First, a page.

Almost a quarter of UK household wealth is owned by just 1% of the population. That’s according to new analysis which suggests we have historically underestimated the significant levels of inequality in this country.
According to the research, the top 1% hold nearly £800 billion more wealth than disclosed by official statistics. This means that inequality levels in the UK are likely to be much higher than previously thought.
In fact, the researchers say that the extra £800 billion in wealth is only a conservative estimate and it could be much, much more.
In this video, I’m looking at the research from the Resolution Foundation think tank, and considering what it means for high and rising levels of wealth inequality in the UK. Is it really such a bad thing that the top 1% own so much?
This research from the Resolution Foundation comes at a critical time for the wealth inequality debate.
We’ve had calls in recent weeks for a one-off wealth tax, levied on the wealthiest in society, to raise money to pay back the cost of the Covid response. Higher taxes are also being discussed as a way to cope with the rising costs of the ageing population, with recent proposals for an ‘age tax’ to help fund adult social care.
The research suggests that the official statistics about wealth are missing around 5% of total wealth held by the richest households. They identified this missing wealth by comparing the official figures with data from the Sunday Times Rich List. The money is missing because official statistics find it hard to capture asset details for very wealthy families.
Once this missing wealth is added in, even on a conservative measure, it means the share of total wealth held by the top 1% rises from 18% to 23%.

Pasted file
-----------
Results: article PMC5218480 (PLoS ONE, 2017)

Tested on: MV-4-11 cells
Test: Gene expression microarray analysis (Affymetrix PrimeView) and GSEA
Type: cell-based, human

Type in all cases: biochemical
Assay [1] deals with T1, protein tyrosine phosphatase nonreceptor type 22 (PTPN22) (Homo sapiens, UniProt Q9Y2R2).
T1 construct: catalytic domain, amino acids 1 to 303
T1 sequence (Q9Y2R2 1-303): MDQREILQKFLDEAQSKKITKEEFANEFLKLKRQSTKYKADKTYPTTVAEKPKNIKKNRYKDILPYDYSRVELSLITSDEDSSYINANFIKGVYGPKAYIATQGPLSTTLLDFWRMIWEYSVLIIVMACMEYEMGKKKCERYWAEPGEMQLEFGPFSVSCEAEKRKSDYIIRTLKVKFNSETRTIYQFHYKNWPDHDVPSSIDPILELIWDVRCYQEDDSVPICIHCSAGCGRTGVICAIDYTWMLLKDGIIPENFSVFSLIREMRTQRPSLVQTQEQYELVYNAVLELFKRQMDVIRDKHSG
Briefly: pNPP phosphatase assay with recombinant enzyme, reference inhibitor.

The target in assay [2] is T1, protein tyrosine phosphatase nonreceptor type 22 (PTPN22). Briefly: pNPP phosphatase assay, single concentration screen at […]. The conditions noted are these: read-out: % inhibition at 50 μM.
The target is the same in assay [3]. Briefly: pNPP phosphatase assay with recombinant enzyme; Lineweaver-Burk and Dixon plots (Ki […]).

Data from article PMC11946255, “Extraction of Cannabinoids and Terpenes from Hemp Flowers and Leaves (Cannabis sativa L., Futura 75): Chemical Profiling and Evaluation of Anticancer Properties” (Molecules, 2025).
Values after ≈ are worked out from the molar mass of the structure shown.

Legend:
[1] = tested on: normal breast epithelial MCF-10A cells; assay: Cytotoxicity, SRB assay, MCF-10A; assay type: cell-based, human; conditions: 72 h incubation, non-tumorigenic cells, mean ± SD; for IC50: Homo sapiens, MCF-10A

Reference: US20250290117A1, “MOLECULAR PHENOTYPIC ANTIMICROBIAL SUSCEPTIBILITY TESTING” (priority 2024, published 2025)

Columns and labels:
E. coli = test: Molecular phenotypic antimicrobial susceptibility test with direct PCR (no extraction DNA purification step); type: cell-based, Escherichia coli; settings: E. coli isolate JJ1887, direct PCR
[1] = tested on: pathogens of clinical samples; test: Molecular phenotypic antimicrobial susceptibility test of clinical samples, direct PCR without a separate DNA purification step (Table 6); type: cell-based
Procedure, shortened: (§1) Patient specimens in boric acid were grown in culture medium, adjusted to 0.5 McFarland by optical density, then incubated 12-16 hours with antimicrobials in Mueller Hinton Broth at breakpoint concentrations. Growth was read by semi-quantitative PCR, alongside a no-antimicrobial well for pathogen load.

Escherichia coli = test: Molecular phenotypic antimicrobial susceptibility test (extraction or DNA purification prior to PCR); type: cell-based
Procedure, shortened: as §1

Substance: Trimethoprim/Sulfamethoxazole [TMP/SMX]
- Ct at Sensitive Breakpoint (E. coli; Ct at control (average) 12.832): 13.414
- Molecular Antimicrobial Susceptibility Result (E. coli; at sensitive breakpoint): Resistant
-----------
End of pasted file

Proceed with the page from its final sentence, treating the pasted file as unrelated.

Wealth inequality was actually in decline during most of the 20th century, as wealth distribution improved. The top 10% saw their share of total wealth decline from more than 90% at the turn of the century, to around 50% by the 1980s. However, levels of wealth inequality have been on the rise since.
Much of this rising wealth inequality is driven higher by rising asset prices. Since the recovery from the global financial crisis, the value of company shares and property has soared higher.
Estimates suggest that anywhere between 76% and 93% of wealth gains since the financial crisis have come from rising asset values, including property.
It’s these rising asset prices fueling wealth inequality that supports calls for wealth tax implementation. A one-off wealth tax levied on the net value of assets over a certain threshold, say £500,000 or £1,000,000, could raise a significant amount of money to help repay the national debt inflated by the Covid crisis.
We’ve also recently heard proposals from the Office for Tax Simplification to reform capital gains tax, doubling the rate of the tax and removing various exemptions, or removing allowances.
According to the Resolution Foundation, who carried out this research and identified missing wealth among the top 1%, wealth taxation “will need to play a bigger role in the economy over the course of the 2020s”.
Accordingly, the Foundation wants to see Chancellor Rishi Sunak embark on the biggest reforms to wealth taxation in a generation, including restricting capital gains and inheritance tax reliefs, as well as adding a council tax supplement of 1% on properties worth over £2 million.
Jack Leslie, an economist at the Foundation, said: “The UK has undergone a wealth boom in recent decades, which has continued even while earnings and incomes have stagnated. But official data has struggled to capture these gains, and misses £800bn of assets held by the very wealthiest households in Britain.”
Wealth inequality is an issue in many countries around the world. In the US last year, several billionaires called out the shocking level of wealth inequality there.
JPMorgan Chase & Co.’s CEO Jamie Dimon wrote in an article just before Christmas that, without addressing the underlying economic inequality in the U.S., capitalism could soon meet its demise.
Ray Dalio, founder of Bridgewater Associates, has said the American dream “does not exist” because of forces like extreme political polarization and wealth inequality.